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Jo Koy, headlining comedian performing at the Addison Improv this weekend, has managed to capture lighting in a bottle. A guy named Tom Werner, co-creator of the Cosby Show, thinks so, too. Now, Jo Koy, comedian is now developing a half hour sit-com for Warner Brothers Studios.

Koy’s high energy, engaging persona on and off stage has managed to capture audiences, producers and other comedians in its frenetic swirl to the top. That pathway has not exactly been linear, but in 18 years of working as a comedian you get the impression Jo knows how lucky he is.

After growing up in Washington State, the bi-racial son of a first generation Pilipino mother and American born father had moved to Las Vegas to attend UNLV but decided early that school was not for him. The lure of the microphone pulled him to open mike nights at coffee shops and local clubs. “My mother literally cried when I told her I was dropping out of school to become a comedian, she was heartbroken, a university education for their kids is one of the most important goals a immigrant parent,” says Jo, “I used to do a bit about it in my act.”

Jo’s personal life has always been a big part of his act, as a storyteller rather than a one liner comedian, Koy’s electrified personality, animated actions and emotive face brings you into his highly relatable world and masterfully twists you into fits of laughter.

Most comedians make their mark in LA or New York, but Koy’s path of starting in Las Vegas had some advantages. As he honed his craft working he got noticed by the booker for one of the casinos Jo explains, “A girl I knew was dating this guy who was booking acts for ‘Catch A Rising Star’ at the MGM Grand, she brought him to see me and I got booked the next day.”

Performing, refining and performing is the key to success for a comedian and as Koy began to garner a reputation around comedy circuits, other comedians looking for an opener would show up and offer to take him on the road,“I was always getting let go after one or two shows. It was hard but they would say things like ‘you need to be a headliner, go to LA and become a headliner’. At the time I would end up making as little as $40 a week after I paid for gas and food. It was awful but I learned a lot.”

Hard work and luck again paid off as Koy was offered a chance to do Comic View on BET. Serendipitously as we were discussing this, Dallas comedian Rudy Rush walked into the Green Room at the Improv to say hello. Pointing at Rush, Koy’s says, “This is a guy who gave me a big shot, I was doing a show for Bob Sumner doing Def Jam on the Road, Ricky Harris was hosting and Rudy was a feature. They wouldn’t even let me open the show I had to stand in front of the curtain before it went up and crawl through it after my set. Rudy looked at Bob and said, ‘Who the fuck is this guy’ Bob was like, ‘I don’t know I just met him today.

Rudy then asks if I wanted to do the Apollo? I was like Hell ya! Rudy says he is going to have his manager call the next week and he was true to his word it was like two weeks later and I was onstage at the Apollo. Rudy was the host.”

For a non-African American comedian to do Showtime at the Apollo is rare, the legendary theater is in the heart of Harlem in New York and for a comedian, it is a very tough room.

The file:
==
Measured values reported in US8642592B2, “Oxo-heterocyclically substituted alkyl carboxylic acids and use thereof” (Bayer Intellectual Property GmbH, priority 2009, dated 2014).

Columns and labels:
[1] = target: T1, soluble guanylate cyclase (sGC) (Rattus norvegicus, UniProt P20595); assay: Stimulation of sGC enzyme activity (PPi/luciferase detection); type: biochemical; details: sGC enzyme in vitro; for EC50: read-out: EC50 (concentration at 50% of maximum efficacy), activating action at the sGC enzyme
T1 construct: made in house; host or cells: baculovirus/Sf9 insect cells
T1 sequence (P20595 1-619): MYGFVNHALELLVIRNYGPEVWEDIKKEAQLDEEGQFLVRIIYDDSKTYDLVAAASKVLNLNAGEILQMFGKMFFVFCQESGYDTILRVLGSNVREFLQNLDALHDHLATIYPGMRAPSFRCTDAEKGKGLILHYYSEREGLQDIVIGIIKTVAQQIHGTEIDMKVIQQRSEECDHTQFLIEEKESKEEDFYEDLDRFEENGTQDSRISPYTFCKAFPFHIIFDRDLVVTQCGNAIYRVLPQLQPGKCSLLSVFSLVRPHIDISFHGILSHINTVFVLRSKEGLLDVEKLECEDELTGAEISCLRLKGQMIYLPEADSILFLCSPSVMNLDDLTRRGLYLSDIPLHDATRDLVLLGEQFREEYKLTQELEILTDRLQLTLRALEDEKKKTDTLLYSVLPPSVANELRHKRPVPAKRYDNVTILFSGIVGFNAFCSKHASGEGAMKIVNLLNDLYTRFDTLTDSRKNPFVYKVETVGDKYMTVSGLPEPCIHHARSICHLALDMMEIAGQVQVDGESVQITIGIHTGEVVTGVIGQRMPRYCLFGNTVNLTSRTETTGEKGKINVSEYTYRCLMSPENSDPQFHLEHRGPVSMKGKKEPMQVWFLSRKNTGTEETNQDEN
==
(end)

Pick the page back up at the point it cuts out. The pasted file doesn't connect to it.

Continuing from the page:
That exposure lead to a spot at the Montreal Comedy Festival six years ago, where talent scouts for ‘The Tonight Show with Jay Leno’ approached him as he left the stage. “Congratulations you have just got the Tonight Show,” Koy smiles, “I called my Dad and told him and I think I called everyone else I know to tell them I was going to be on the Tonight Show.”

The path to what is still the biggest stage for a young comic is not exactly linear, Koy explains, “Before they let you on the show they want to make sure your act is tight. You only have 5 minutes and they want to make sure you are not a risk to swear and that you have a chance to do it right.” After telling everyone he was going to be on the show it took months for it to happen. “They would come to see my “Tonight” set over and over and for a comedian doing a 5 minute set is hard, usually we want or need at least 20 to get in and rolling right.”
The work was worthwhile as Koy registered one of the few Standing Ovations in tonight show history.

While coming up Koy would work three jobs at Nordstrom Rack, Borders Books and on Saturdays and Sundays doing catering on a yacht and still hit the Laugh Factory for a set at least 4 or 5 times a week.

“Being on the Tonight Show changed my life completely,” Koy says, “When I booked it people told me it was “Good Tape” because I could use it to send around to clubs to the managers so I could get booked. I mean people would downplay it like it wasn’t as big a deal as it was. Within two weeks I was doing a national ad campaign for a cell phone company and was booked on a national tour and all of a sudden I was making great money for the first time.”

From there Koy’s path started to rise dramatically getting his own Comedy Central special, ‘Jo Koy – Don’t Make Him Angry,’ he appeared on Jimmy Kimmel and was featured on Jamie Fox’s Laughapalooza tour. From this, his routines have hit “the Foxhole comedy station on Satellite Radio.

“I really like the way things have come together, it is kind of like the old way of doing things where I was out there making it happen one night at a time,” Koy admits that there are now times he has to almost pinch himself to know this success is real, “When Tom (Werner) approached me about the sit com I had to sit back and go WOW! I mean this is the guy who created the ‘Cosby Show’, how cool is that? I couldn’t believe he was having dinner with me let alone developing a television show for me.”

Werner also owns the Boston Red Sox and Koy had the experience of sitting in the Owners Box with his father watching the Sox play at Fenway,“I couldn’t believe we were sitting there. Tom actually comes to my shows and watches. It is just crazy he knows my bits and talks to me about things that can be the basis of an episode.”

Koy is also working on a book, is a regular every week on ‘Chelsea Lately’ and is touring extensively and is performing this weekend at the Addison Improv.